READ MY NEXT POST TO SEE WHETHER OTHER TECHNOLOGES CAN HELP DESIGNERS CREATE EMOTION AND FEELING .....

Definitions:

Pre-condition – the situation the person finds themselves in e.g. being hungry, tired, having a good day

Event – any situation, thought, memory, idea etc which can be real or imagined

Perceptual database – made up of our own prior experiences and what we have learned from others about the past. We always try to understand what is happening to us now by relating it to similar situations and we usually expect the same result. It might be positive or negative 

Fear - We feel fear when our safety or wellbeing is threatened. Fear varies in strength and frequency in our lives.

Trepidation – Anticipation of the possibility of danger

Nervousness – Uncertainty of whether there is danger

Anxiety – Fear of an anticipated or actual threat and uncertainty about one’s ability to cope with it

Dread – Anticipation of severe danger

Desperation – A response to the inability to reduce danger

Panic – Sudden uncontrollable fear

Horror – A mixture of fear, disgust and shock

Terror – Intense, overpowering fear

 

Disgust - We feel disgust when faced with something toxic or unpleasant. Disgust varies in strength and frequency in our lives.

Dislike – A preference against something

Aversion – An impulse to avoid something disgusting

Distaste – Reaction to a bad taste, smell, thing or idea. Can be literal or metaphorical

Repugnance – Strong distaste for something, often a concept or idea

Revulsion – A mixture of disgust and loathing

Abhorrence – A mixture of intense disgust and hatred

Loathing – Intense disgust focused on a person. Intense disgust focused on oneself is called self-loathing

 

Enjoyment - We feel enjoyment when we experience novelty or comfort. Enjoyment varies in strength and frequency in our lives.

Sensory Pleasure - Enjoyment through one of the five physical senses: sight, sound, touch, taste and smell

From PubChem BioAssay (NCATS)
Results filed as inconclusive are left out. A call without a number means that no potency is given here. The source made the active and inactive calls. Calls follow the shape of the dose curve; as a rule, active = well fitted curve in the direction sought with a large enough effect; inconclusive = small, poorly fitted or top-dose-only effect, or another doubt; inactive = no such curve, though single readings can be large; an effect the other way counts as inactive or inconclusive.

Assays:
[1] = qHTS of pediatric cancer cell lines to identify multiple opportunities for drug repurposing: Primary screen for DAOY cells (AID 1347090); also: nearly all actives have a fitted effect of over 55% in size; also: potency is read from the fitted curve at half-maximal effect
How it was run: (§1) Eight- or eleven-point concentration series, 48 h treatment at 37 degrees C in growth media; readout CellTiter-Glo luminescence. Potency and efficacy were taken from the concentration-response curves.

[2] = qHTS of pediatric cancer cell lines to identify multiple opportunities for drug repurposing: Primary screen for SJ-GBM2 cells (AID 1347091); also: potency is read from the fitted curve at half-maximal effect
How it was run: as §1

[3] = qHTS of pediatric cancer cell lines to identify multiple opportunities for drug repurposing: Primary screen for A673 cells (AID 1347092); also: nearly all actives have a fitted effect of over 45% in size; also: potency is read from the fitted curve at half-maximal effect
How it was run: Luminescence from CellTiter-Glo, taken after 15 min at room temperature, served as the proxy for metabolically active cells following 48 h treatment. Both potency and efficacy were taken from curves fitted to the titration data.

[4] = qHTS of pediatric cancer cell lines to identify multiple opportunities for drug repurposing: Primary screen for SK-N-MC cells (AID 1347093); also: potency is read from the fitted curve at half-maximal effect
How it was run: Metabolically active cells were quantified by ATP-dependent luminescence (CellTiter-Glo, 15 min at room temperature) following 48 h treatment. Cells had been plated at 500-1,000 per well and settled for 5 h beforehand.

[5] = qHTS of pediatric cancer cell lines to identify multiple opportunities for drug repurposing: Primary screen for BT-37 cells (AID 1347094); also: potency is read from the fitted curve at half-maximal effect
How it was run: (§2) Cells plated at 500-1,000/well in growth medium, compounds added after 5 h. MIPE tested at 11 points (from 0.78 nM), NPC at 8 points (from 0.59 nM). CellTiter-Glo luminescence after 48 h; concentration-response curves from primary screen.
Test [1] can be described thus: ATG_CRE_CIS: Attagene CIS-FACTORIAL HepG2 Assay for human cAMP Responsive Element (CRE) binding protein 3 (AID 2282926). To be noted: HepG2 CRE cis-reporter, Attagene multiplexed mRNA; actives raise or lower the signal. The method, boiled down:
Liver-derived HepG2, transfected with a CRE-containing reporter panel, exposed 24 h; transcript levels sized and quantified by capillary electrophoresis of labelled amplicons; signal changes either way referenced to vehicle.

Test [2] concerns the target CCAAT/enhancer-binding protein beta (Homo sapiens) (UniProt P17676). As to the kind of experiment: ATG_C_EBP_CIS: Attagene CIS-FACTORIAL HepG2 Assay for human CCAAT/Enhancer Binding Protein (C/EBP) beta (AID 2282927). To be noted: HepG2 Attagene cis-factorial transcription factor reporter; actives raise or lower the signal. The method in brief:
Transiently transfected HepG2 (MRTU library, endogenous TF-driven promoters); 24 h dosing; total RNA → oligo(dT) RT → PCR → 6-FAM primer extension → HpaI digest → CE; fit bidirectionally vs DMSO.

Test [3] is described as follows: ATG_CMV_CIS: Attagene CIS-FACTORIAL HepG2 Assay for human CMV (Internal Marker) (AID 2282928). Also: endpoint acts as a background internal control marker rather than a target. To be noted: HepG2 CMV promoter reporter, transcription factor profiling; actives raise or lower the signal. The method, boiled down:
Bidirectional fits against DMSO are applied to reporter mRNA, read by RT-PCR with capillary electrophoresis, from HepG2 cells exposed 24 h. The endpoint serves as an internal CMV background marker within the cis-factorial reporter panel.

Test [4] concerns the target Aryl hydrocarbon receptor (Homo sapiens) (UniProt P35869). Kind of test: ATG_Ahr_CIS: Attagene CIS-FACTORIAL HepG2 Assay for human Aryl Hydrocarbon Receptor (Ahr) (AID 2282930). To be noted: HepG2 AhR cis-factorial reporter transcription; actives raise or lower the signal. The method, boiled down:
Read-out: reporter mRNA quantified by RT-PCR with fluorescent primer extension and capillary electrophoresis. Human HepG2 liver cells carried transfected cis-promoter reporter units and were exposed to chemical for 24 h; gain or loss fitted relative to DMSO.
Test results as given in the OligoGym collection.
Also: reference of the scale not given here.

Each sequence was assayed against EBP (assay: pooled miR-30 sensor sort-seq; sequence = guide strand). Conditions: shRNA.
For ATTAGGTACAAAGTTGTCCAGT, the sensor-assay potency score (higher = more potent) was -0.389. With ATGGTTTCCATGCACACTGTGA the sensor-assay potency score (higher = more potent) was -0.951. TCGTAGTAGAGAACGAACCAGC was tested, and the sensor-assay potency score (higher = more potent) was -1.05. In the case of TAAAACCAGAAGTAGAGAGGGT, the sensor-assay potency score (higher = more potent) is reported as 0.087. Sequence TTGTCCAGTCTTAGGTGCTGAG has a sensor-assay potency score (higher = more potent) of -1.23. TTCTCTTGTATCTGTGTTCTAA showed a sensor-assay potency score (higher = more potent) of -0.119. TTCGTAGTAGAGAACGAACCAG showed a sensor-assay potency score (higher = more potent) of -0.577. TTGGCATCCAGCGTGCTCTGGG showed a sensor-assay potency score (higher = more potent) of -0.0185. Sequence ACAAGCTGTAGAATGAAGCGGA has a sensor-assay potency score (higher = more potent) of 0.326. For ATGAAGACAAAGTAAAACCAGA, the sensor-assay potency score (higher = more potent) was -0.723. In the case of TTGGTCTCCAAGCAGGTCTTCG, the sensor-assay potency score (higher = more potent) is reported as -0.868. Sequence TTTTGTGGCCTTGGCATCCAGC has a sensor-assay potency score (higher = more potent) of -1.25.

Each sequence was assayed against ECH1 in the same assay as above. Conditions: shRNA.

Compassion/ Joy - Enjoyment of helping to relieve another person’s suffering

Amusement - Light, playful feelings of enjoyment and good humour

Fiero - Enjoyment of meeting a difficult challenge (an Italian word)

Pride - Deep pleasure and satisfaction derived from one’s own achievements or the achievements of an associate

Naches - Joyful pride in the accomplishments of one’s children or mentees

Wonder - An experience of something which is very surprising, beautiful, amazing or hard to believe

Excitement - A powerful enthusiasm

Ecstasy - Rapturous delight. A state of very great happiness, nearly overwhelming

 

Further reading if this topic is of interest to you: 

The 14th Dalai Lama. (2020). His Holiness the 14th Dalai Lama | The 14th Dalai Lama. [online] Available at: https://www.dalailama.com/ [Accessed 29 Nov. 2019].

Youtube.com. (2014). YouTube. [online] Available at: https://www.youtube.com/watch?v=kL3ezGjE2Q4 [Accessed 19 Nov. 2019].

Design, S. (2020). The Ekmans' Atlas of Emotion. [online] The Ekmans' Atlas of Emotions. Available at: http://atlasofemotions.org/ [Accessed 23 Nov. 2019].

5 Comments

  1. Jax on 10 November 2020 at 6:27 pm

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  3. Marc on 22 February 2021 at 5:11 am

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    • Tara Lois on 23 February 2021 at 8:24 am